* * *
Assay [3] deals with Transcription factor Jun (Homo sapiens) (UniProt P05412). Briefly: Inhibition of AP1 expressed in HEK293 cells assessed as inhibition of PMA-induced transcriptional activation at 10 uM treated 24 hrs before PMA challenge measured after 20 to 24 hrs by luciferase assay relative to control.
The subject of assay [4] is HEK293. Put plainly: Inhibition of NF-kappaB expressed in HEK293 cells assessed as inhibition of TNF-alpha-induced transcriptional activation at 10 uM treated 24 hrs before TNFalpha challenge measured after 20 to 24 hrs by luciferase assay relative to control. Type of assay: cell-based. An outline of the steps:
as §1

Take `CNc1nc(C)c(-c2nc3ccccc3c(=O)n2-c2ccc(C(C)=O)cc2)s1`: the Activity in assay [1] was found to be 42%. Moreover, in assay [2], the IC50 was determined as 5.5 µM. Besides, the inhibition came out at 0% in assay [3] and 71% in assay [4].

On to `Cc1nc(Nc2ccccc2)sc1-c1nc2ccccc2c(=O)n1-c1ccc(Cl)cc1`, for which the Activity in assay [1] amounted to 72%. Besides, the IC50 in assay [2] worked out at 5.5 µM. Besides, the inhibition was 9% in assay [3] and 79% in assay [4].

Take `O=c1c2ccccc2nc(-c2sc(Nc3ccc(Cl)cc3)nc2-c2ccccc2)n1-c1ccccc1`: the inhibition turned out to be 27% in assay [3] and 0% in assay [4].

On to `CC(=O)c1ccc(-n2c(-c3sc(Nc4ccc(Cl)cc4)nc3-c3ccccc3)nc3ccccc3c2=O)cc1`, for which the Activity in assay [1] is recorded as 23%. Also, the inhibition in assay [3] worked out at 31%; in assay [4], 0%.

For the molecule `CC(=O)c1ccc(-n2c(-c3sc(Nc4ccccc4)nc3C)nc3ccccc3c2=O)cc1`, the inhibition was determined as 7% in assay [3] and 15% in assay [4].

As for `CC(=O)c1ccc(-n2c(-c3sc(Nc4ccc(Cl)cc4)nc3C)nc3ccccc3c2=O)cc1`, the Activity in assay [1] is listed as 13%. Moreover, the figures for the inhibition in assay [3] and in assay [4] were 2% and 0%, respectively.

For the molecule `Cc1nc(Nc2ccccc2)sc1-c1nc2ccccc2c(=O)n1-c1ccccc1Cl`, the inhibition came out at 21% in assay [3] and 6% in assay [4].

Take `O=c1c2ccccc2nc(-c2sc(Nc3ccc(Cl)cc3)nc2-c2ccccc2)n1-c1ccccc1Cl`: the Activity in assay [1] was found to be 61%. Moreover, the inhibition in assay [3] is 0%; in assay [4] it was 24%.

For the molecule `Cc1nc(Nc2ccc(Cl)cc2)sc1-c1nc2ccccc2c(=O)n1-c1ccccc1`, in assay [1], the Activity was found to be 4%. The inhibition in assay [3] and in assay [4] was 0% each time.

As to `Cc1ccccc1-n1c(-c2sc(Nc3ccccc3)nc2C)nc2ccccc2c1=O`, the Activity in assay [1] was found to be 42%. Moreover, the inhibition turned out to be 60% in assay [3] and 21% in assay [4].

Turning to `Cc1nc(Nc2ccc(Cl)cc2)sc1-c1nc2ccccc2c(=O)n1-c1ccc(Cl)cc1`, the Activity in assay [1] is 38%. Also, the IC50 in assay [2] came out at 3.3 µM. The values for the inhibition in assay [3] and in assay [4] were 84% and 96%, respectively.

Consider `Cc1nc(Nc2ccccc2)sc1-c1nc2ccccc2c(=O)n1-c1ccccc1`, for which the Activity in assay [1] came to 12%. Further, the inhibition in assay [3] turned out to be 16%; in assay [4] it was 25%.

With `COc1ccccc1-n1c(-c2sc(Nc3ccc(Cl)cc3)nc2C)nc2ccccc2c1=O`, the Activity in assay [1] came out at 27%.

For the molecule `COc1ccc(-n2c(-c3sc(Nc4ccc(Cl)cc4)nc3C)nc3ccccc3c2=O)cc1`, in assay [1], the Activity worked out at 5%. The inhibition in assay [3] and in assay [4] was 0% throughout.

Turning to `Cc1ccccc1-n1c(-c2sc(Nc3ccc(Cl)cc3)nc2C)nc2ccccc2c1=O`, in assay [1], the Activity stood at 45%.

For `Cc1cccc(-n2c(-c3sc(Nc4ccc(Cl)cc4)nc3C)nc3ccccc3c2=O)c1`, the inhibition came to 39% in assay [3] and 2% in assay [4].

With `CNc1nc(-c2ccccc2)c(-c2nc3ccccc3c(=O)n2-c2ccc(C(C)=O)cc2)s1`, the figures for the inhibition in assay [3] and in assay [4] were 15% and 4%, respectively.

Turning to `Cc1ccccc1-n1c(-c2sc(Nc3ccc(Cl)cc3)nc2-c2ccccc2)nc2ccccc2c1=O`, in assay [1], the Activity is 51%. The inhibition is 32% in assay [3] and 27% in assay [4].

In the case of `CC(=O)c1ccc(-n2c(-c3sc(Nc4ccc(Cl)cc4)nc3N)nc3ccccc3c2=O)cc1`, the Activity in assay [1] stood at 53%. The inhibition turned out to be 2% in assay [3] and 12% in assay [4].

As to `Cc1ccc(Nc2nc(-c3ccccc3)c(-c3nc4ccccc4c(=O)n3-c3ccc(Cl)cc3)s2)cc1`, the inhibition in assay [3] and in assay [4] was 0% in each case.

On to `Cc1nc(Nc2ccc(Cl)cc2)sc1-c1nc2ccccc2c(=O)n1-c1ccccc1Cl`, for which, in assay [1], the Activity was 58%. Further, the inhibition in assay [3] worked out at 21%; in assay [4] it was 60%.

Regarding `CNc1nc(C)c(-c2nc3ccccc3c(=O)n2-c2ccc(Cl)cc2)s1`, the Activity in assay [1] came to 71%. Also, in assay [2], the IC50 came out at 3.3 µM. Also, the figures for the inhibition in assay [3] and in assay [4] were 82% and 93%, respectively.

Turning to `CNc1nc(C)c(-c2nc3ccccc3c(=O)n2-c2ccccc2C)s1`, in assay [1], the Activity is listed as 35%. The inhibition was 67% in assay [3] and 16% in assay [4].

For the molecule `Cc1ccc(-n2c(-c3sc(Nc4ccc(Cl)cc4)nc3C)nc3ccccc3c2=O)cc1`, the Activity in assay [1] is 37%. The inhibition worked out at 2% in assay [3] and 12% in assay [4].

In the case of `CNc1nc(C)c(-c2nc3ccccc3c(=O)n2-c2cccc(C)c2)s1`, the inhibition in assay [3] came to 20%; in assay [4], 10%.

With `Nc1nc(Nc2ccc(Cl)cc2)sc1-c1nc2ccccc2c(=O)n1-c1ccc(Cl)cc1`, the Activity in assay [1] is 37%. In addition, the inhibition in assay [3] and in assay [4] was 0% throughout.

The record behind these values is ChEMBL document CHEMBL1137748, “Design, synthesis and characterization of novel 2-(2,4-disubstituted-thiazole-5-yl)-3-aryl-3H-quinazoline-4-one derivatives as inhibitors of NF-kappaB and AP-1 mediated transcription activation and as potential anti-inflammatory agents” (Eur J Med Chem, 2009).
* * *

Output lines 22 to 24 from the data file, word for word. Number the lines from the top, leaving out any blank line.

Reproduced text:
In the case of `CC(=O)c1ccc(-n2c(-c3sc(Nc4ccc(Cl)cc4)nc3N)nc3ccccc3c2=O)cc1`, the Activity in assay [1] stood at 53%. The inhibition turned out to be 2% in assay [3] and 12% in assay [4].

As to `Cc1ccc(Nc2nc(-c3ccccc3)c(-c3nc4ccccc4c(=O)n3-c3ccc(Cl)cc3)s2)cc1`, the inhibition in assay [3] and in assay [4] was 0% in each case.

On to `Cc1nc(Nc2ccc(Cl)cc2)sc1-c1nc2ccccc2c(=O)n1-c1ccccc1Cl`, for which, in assay [1], the Activity was 58%. Further, the inhibition in assay [3] worked out at 21%; in assay [4] it was 60%.